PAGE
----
~~~~~ What I Liked The setting was beautiful. Picturesque snowscapes and castles, and women riding side seat with gorgeous gowns. Jordan is especially good at building her worlds so her reader can be lost in it. The male lead character, Will, is pragmatic and kind Unlike an Earl you would picture who comes from fancy lineage. He was not fond of the idea of an arranged marriage to some heiress he didn't even know, because he (wrongly) assumes all heiresses are the same: spoiled, arrogant, vapid. When he comes upon Violet, it is clear the connection is strong, but Violet isn't yet willing to give, and Will won't give up. Violet is a strong woman with flaws Albeit a bit too strong-willed, because she is unwilling to bend a little or give people the benefit of the doubt. But I liked that about her because it meant she wasn't perfect and reacted to situations with very human emotions. It's easy to see how her desperation to have love leads her to believe that her father's man of affairs is a man worthy of her affections. Her mom was a title-digger LOL, that sounds weird to say it's something I liked, but she felt true to the era. The subsequent loss also felt realistic, since dowries and arranged marriages for money and political advancement are something that really happened back then. Also the relationship between her title-digging mother and herself set the tone for the kind of character Violet was: not easily manipulated but a people-pleaser nonetheless. Even though this is a novella, the romance isn't instantaneous. It's a slow build. Will realizes Violet is unlike other heiresses he's met, and finally, there is one he wants to get to know better. His efforts were cute, and their verbal back and forth was adorable. The moment they get stranded together in a blizzard is the turning point for the story, and I really enjoyed reading how they came together that night. What I Didn't Like TSTL-syndrome Sometimes, though, Violet suffered from TSTL syndrom (Too Stupid To Live). She made one especially ridiculous decision and it can only be attributed to having impractical and emotional reactions to the situation she found herself in. Verdict I didn't think I would enjoy a historical romance, but I love Sophie Jordan's YA novels, and I thought I'd give this one a try for the HoHoHoRAT. I was pleasantly surprised that I liked it, so now I might try other historicals, too. Obviously fans of this genre will love it. An Heiress for All Seasons is downright adorable....more
~~~~~ What I liked Damn near everything! The characters, the beautiful setting Stone built within her pages, the chemistry, the plot. The Plot Jake Edwards is a dashing, yet troubled leading man. "Heart-broken" is his middle name, and he comes with a bit of it. This is his first Thanksgiving and Christmas home in a while, and being back in Crystal Lake is breaking his heart - in many ways. He's a survivor of the war and a battle that stole his own twin brother, and his suffering is the guilt of that loss, as well as the guilt of the attraction he's felt for his sister-in-law since way before his brother married her. He has nightmares about the war, and his presence in Crystal Lake is begrudging at best. He doesn't want to be there.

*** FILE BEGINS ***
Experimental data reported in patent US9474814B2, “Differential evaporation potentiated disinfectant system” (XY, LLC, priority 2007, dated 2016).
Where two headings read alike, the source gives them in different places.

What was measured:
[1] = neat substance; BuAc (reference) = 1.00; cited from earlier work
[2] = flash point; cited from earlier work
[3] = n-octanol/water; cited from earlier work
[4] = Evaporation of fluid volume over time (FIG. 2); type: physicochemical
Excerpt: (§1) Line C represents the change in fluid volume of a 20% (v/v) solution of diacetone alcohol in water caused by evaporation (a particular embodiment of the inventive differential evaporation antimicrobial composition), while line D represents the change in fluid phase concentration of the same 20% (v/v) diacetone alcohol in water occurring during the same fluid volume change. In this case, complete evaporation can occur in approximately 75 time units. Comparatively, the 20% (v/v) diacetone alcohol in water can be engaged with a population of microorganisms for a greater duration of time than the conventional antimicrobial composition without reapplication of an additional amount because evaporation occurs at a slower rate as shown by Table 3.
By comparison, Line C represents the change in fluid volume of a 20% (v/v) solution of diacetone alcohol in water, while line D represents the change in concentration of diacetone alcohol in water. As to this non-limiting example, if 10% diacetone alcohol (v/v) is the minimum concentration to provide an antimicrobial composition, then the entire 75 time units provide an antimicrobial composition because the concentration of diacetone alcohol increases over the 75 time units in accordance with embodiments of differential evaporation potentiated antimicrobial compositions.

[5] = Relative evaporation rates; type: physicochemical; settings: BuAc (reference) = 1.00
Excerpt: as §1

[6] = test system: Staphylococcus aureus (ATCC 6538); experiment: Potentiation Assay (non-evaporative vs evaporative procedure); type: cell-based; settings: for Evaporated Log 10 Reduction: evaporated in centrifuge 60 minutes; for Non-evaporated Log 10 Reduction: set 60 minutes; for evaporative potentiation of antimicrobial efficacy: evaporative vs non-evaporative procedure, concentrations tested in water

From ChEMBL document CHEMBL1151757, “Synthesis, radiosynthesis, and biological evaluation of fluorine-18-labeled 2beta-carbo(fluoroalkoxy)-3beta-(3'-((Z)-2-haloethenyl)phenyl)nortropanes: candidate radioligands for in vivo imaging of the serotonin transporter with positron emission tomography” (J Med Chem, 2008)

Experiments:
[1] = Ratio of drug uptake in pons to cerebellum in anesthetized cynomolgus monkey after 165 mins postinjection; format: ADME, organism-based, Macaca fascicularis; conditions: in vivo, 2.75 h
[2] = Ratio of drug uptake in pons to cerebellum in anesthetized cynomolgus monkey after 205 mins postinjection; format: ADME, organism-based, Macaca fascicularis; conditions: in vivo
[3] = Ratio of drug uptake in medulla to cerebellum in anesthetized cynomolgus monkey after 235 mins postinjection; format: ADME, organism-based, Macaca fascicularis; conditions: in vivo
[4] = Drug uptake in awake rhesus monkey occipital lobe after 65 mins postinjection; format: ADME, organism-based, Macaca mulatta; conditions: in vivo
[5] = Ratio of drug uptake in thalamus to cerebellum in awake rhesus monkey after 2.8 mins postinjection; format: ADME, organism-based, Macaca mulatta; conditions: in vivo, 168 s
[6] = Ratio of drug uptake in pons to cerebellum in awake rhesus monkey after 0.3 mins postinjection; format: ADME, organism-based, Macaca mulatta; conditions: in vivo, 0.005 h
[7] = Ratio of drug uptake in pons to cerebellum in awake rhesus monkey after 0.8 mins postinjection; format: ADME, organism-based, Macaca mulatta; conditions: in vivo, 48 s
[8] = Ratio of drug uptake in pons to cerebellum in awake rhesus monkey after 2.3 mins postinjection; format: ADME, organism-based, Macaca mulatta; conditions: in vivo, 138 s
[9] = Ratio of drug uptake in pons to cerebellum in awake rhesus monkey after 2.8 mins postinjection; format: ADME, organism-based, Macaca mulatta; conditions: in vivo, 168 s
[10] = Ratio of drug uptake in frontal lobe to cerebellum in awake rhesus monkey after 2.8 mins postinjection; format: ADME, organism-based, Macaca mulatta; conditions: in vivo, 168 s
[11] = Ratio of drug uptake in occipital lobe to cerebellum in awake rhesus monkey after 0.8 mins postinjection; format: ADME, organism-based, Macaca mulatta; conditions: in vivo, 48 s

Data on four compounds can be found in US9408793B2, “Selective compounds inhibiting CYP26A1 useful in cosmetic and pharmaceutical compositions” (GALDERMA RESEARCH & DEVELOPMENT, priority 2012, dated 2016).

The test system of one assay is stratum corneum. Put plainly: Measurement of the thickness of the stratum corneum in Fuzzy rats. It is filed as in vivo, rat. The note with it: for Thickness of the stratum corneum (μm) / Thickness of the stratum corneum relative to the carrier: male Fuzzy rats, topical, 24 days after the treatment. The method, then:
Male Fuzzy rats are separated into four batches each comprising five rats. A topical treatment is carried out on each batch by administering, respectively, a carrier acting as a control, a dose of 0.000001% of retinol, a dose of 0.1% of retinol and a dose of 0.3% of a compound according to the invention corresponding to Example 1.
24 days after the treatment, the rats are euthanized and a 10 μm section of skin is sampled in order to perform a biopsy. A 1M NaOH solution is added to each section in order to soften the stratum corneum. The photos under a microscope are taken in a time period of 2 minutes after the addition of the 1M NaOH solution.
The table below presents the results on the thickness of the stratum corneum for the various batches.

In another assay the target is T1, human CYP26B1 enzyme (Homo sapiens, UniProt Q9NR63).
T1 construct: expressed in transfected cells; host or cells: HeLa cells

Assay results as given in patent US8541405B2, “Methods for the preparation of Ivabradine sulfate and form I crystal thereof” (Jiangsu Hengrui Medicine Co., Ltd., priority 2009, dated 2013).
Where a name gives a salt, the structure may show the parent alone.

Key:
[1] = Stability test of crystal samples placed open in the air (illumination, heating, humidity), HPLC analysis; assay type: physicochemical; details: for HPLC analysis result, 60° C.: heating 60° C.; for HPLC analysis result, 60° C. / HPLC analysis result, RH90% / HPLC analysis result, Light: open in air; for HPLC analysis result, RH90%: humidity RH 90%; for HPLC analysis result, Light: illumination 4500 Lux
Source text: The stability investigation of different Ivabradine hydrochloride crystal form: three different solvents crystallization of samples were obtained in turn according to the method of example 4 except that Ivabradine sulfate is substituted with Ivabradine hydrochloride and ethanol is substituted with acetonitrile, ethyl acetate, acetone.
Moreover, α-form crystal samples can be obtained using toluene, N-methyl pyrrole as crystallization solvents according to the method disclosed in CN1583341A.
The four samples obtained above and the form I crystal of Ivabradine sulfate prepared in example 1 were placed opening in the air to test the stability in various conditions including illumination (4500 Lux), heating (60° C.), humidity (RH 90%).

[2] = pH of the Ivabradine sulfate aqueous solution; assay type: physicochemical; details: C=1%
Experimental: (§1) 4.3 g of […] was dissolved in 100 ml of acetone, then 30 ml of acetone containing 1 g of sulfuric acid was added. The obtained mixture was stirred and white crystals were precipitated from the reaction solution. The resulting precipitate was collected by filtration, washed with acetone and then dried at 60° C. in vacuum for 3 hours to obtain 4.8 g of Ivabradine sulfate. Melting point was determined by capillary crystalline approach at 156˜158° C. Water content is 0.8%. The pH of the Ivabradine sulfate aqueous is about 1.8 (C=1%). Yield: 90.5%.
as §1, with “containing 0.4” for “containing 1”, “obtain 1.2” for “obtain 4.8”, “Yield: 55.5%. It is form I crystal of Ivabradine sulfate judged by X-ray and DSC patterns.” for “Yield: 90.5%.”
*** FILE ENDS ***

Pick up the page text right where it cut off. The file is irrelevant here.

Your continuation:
Raine is heartbroken, too. Mine broke for her a little bit, as her plight of loneliness and abandonment is described. Not only does she feel abandoned by her husband who died (perhaps voluntarily) in battle, but she also feels abandoned by his twin brother, Jake, who was always there for her before. Those feelings seem to have settled into contempt for life (and hygiene), as well anger and bitter resentment at her situation, which manifests itself with quick, snide words and days where all she does is sleep. Depression, thy name is.
Lily St. Clare. Snarky, full of relationship wisdom, and a completely unforgiving personality, she's a strong woman. The way she was brought into the novel makes me suspicious that she's the next main character, which I would love to read, because I just really liked her. The Chemistry Sizzling. It's clear from te beginning that there has always been something there between Raine and Jake. Can they move past the stigma of Jake marrying his brother's wife? Will Raine forgive him? Can they just have the sex already?! Both of them seemed to pull at each other, whether they liked it or not. I enjoyed reading how they find their way to each other, and the difficult circumstances that cloud their relationship, be it platonic or sexual. I was rooting for them the whole way. The Setting is beautiful. Green pines, a puppy playing in the blanket of snow, the frost of your breath in the air, the small town feeling of knowing characters you were just introduced to. I bet it's cold as hell, though. What I didn't like Really, not much. It didn't hold me the way some novels do, but I tend to just rate romances a little less than other genres, because you pretty much know it's heading to a HEA, so there isn't much in the way of surprises (although I suppose with romance, it's just in how they get there that is the point of it all). Verdict
A great holiday romance for fans of romance and/or Christmas.
~~~~~ I'm not going to get all long-winded on this one. I didn't enjoy it and the fault is partly my own.
Under the Mistletoe with Me is a sweet audio novella, don't get me wrong. But at just over two hours, it took me longer to get through this than the other audios I was listening to around the same time, because it was too sweet with very little conflict. I don't know if Proby felt that conflict was not needed in a story this short, but I like some at least. It felt like the dramatic parts of the story are contrived. Example: she thinks he's cheating because he took some phone calls she didn't know about. Perhaps this is where backstory would have helped me. Is there a reason she felt like that? It just felt like an overreaction to me, perhaps because I don't know these characters. And also, that issue gets resolved basically in the beginning so there is nothing left to drive the story. Blah.